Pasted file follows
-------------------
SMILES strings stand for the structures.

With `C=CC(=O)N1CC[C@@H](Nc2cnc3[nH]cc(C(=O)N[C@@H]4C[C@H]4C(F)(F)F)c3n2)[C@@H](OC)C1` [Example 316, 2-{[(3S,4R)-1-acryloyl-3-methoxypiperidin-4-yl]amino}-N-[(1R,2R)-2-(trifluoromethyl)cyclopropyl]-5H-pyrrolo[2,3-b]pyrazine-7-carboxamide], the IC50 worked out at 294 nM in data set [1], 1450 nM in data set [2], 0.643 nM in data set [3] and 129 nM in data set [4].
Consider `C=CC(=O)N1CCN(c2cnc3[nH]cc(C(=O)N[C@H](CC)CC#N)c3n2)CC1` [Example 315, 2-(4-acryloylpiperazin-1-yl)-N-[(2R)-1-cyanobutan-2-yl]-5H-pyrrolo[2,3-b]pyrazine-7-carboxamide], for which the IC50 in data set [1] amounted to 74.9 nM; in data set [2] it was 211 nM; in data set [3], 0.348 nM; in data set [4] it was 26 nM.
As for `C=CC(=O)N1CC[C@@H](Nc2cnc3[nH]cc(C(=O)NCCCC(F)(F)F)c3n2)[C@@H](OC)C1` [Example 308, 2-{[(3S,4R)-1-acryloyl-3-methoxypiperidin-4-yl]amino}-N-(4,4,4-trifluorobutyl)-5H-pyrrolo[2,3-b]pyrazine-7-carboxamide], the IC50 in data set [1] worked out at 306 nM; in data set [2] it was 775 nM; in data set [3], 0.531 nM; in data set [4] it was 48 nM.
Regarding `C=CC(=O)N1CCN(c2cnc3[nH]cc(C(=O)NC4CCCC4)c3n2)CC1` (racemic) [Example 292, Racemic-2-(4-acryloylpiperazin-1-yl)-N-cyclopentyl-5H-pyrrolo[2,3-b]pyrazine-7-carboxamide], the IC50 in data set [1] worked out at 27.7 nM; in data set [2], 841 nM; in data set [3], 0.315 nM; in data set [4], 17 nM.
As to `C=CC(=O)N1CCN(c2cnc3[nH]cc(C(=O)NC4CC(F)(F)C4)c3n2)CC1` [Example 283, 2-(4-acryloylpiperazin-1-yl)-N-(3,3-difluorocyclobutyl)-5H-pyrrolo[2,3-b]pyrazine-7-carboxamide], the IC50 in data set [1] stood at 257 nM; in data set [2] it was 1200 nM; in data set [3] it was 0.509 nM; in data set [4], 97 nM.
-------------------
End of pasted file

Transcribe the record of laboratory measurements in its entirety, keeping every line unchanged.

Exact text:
SMILES strings stand for the structures.

With `C=CC(=O)N1CC[C@@H](Nc2cnc3[nH]cc(C(=O)N[C@@H]4C[C@H]4C(F)(F)F)c3n2)[C@@H](OC)C1` [Example 316, 2-{[(3S,4R)-1-acryloyl-3-methoxypiperidin-4-yl]amino}-N-[(1R,2R)-2-(trifluoromethyl)cyclopropyl]-5H-pyrrolo[2,3-b]pyrazine-7-carboxamide], the IC50 worked out at 294 nM in data set [1], 1450 nM in data set [2], 0.643 nM in data set [3] and 129 nM in data set [4].
Consider `C=CC(=O)N1CCN(c2cnc3[nH]cc(C(=O)N[C@H](CC)CC#N)c3n2)CC1` [Example 315, 2-(4-acryloylpiperazin-1-yl)-N-[(2R)-1-cyanobutan-2-yl]-5H-pyrrolo[2,3-b]pyrazine-7-carboxamide], for which the IC50 in data set [1] amounted to 74.9 nM; in data set [2] it was 211 nM; in data set [3], 0.348 nM; in data set [4] it was 26 nM.
As for `C=CC(=O)N1CC[C@@H](Nc2cnc3[nH]cc(C(=O)NCCCC(F)(F)F)c3n2)[C@@H](OC)C1` [Example 308, 2-{[(3S,4R)-1-acryloyl-3-methoxypiperidin-4-yl]amino}-N-(4,4,4-trifluorobutyl)-5H-pyrrolo[2,3-b]pyrazine-7-carboxamide], the IC50 in data set [1] worked out at 306 nM; in data set [2] it was 775 nM; in data set [3], 0.531 nM; in data set [4] it was 48 nM.
Regarding `C=CC(=O)N1CCN(c2cnc3[nH]cc(C(=O)NC4CCCC4)c3n2)CC1` (racemic) [Example 292, Racemic-2-(4-acryloylpiperazin-1-yl)-N-cyclopentyl-5H-pyrrolo[2,3-b]pyrazine-7-carboxamide], the IC50 in data set [1] worked out at 27.7 nM; in data set [2], 841 nM; in data set [3], 0.315 nM; in data set [4], 17 nM.
As to `C=CC(=O)N1CCN(c2cnc3[nH]cc(C(=O)NC4CC(F)(F)C4)c3n2)CC1` [Example 283, 2-(4-acryloylpiperazin-1-yl)-N-(3,3-difluorocyclobutyl)-5H-pyrrolo[2,3-b]pyrazine-7-carboxamide], the IC50 in data set [1] stood at 257 nM; in data set [2] it was 1200 nM; in data set [3] it was 0.509 nM; in data set [4], 97 nM.